Lane bites Dawg

Dalhousie icon fighting new bike lane

Dawgfather PHD stands beside his van on University Avenue on the Dalhousie campus, where a new bike lane is to be built later this fall. Photo: Brendan Shaughnessy
Dawgfather PHD stands beside his van on University Avenue on the Dalhousie campus, where a new bike lane is to be built later this fall. Photo: Brendan Shaughnessy

As a boxer, he was knocked out in three provinces. He was jailed for assault, then fractured the jaw of a fellow inmate.

And yet Dawgfather PhD has become one of the most popular people on the Dalhousie University campus. Just by talking.

His original sayings —“it’s dawggynomics, baby!”, “movin’ dogs like weight,” “born with Haterade in his system”—keep students coming back to his hot dog stand as much as the food does.

Lately, the Dawgfather — he legally changed his name from Jerry Reddick two years ago — has a new fight on his hands. He’s been talking about the bike lane slated to run down University Avenue. It will make on-campus biking safer, but it might force him out.

The lane would run from Robie Street to LeMarchant Street, directly behind Dawgfather’s stand in front of the Student Union Building. The 1.8-metre lane and one-metre buffer area would leave no room for his colourful van — or any other on-street parking on these four blocks.

The lane, the first protected one in the province (it will be blocked off from traffic by metre-high plastic poles) is a joint effort of the university and the city (Insert hyperlink:). The goal is to encourage people to take their bikes to school and help the environment.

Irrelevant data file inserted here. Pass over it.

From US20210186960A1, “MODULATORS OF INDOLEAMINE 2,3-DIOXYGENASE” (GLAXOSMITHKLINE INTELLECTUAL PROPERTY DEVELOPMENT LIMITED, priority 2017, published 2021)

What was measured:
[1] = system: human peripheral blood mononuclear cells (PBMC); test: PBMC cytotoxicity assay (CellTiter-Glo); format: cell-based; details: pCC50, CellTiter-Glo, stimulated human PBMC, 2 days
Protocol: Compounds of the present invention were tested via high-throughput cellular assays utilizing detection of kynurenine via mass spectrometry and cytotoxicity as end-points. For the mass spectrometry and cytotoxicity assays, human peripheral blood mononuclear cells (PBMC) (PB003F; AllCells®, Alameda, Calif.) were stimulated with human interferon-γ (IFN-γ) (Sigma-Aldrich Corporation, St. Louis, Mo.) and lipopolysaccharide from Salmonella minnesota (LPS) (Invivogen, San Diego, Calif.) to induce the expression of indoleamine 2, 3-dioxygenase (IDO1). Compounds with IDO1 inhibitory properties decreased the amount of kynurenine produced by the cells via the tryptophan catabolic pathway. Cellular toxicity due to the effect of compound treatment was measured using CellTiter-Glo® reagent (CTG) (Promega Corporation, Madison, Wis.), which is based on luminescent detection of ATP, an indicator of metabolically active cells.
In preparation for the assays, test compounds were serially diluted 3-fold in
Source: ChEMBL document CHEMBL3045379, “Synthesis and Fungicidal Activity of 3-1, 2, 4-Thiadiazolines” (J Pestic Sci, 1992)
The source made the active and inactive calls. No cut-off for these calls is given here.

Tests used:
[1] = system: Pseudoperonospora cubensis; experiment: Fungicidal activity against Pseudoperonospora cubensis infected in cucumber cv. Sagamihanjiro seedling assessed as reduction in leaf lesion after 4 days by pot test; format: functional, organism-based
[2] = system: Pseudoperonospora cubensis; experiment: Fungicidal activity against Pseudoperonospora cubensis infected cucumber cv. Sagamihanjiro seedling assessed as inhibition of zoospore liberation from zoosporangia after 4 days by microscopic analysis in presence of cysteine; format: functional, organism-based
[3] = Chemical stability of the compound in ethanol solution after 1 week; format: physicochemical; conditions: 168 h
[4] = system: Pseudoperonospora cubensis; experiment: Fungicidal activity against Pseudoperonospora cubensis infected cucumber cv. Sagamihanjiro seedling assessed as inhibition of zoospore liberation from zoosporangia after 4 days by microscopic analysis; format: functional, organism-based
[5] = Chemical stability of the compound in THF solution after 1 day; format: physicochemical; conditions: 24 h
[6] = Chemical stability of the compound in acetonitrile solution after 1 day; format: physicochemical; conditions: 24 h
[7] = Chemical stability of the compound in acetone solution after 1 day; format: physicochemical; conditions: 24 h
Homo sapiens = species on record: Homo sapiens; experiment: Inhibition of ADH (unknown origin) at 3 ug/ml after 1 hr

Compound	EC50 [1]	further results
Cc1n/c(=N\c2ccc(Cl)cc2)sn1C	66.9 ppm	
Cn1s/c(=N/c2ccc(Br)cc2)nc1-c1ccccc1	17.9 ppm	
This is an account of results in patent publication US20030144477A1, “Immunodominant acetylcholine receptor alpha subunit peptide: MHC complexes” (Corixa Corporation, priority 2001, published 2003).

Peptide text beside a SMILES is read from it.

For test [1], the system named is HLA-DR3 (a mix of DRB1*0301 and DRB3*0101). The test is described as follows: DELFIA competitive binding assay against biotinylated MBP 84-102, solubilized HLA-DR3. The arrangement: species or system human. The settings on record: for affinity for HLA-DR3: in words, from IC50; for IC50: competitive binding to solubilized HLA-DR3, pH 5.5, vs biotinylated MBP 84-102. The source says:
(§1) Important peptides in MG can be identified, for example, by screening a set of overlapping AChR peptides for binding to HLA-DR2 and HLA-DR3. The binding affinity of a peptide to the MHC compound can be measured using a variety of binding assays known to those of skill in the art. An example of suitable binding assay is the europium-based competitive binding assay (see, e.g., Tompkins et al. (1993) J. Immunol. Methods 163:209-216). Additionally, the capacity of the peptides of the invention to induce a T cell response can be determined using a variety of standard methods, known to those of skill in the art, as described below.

The two-year pilot project will begin this fall. The province is contributing $150,000 toward the $650,000 estimated cost.

As for the Dawgfather, he is confident the project will be stopped. He says Halifax city council is “violating their own precedent by not consulting with me,” referring to earlier consultations with business owners on Quinpool Road.

But Peninsula North Councillor Jennifer Watts says that situation was different because it involved streetscaping, not a bike lane.

The Dawgfather in his element, chatting with a student. Photo: Brendan Shaughnessy 
The Dawgfather in his element, chatting with a student. Photo: Brendan Shaughnessy

A large part of the stand’s popularity comes from Dawgfather PHD (the letters stand for Professional Hot Dogger) himself. In the time it takes to have a hot dog at his stand on University Avenue, he’ll shift from Islamic teachings, to his former profession, boxing, to Lord Dalhousie, and then to the Toronto Maple Leafs.

He says the city and university have ignored him because “they think they can get away with it. You know what you call that? Arrogance.”

But Halifax South Downtown city councillor Waye Mason, whose ward includes Dal, says there was no need to consult him.

“I don’t see how you consult with a (street) vendor. Vending spots are subject to availability.”

The councillor doubts the Dawgfather can challenge the bike lane project. “He doesn’t have an on-street spot. Building a bike lane doesn’t impact his spot.”

The Dawgfather plans to seek a court injunction to stop the bike lane from being built. He likes his chances, and with good reason: he has already gotten thousands of dollars in traffic tickets thrown out of court, and after a long fight with the city, he was grandfathered into the only vending spot in front of the Student Union Building.

Mason says the goal is to extend the bike lane all the way down Morris Street, through to Hollis and Lower Water streets. In all, there will be at least five kilometres of new bike lanes in the city core by 2019. Dawgfather might still have his stand by then, or he might not. He’ll keep talking either way.

 

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